The conversations that followed were raw, real, and incredibly powerful. The power was with the students in the room that day and the open sharing provided glimpses into their souls and fears. I never imagined that my students would share as much or as in-depth as they did. I also did not think that their thoughts and feelings would motivate me to do more in this world, but here I am.

Most educators start off in the classroom and then move on to positions that move them out. When I left the class to become a principal, I rationalized it by thinking that I would be able to impact an entire school on a larger scale than just teaching a few classes. At the end of the day, educators want to impact as many students as they can and change as many lives as possible. That is why we do what we do.

That is why I am planning on leaving schools entirely within the next year or so to run for an office in the federal legislative branch. There is so much work required in education and it is clear that the Department of Education and federal government need as much help as possible. We need educators to make major decisions about education. When I win my election, I will work to make an impact on a scale I never thought I would.

To my students, thank you. Thank you for allowing me to be a part of your lives.Thank you for listening. Thank you for encouraging. Thank you for being the change that our world so desperately needs. Thank you for believing in me to bring positive change to our world. Thank you for inspiring me and the Our Future First movement. Thank you for seeing the potential in me, even if I did not always see it in myself. Thank you for pushing me to pursue this. Thank you for your nonstop love and inspiration.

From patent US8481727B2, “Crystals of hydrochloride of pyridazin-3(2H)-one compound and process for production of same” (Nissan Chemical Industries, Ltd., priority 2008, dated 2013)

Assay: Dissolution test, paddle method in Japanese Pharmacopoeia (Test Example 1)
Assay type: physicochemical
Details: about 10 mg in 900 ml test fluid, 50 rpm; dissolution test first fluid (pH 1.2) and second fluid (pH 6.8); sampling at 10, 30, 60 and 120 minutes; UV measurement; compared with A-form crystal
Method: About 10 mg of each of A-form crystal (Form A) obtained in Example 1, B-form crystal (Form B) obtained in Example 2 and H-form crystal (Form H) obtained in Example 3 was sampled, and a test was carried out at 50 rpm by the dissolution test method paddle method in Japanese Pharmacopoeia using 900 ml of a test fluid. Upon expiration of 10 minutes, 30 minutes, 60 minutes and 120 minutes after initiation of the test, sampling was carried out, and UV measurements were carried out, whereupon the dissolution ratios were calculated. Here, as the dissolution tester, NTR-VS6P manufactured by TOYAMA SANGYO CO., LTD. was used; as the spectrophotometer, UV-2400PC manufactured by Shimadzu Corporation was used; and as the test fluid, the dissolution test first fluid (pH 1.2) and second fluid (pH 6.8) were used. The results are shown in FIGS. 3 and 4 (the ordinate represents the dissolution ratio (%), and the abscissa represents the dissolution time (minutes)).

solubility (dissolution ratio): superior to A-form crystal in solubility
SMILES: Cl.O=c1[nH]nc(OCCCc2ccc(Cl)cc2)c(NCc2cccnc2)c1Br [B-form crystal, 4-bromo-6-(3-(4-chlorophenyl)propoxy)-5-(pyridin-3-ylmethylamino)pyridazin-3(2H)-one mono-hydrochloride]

I am not the person I am today without every one of you. I am doing this for you. I am strengthened by knowing that you will be with me on this journey. We will be the change that we wish to see. We are going to put Our Future First and ensure that this world works for all of us.

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Born and raised in Cumberland County, New Jersey, Sean not only has remained, but has continued to grow with his community. He now resides in the same county with his wife and their two young sons. Sean currently serves as an administrator at Camden’s Promise Charter School, where he focuses on the professional development of teachers and building various social-emotional skills with students. Graduating from Rutgers University with an undergraduate degree in Communication as well as a graduate degree from the University of Scranton in Educational Administration helped open the doors to what has now become nearly a decade long career in education.


 


 


 


As a result of connecting with people everyday of all ages, ethnicities, cultures and beliefs, Sean has learned how to listen and meet the individualized needs of different groups of people. In order to help organize parents and educators to come together in academic spaces, it has required him to search for innovative, functional, and inclusive ways to solve problems.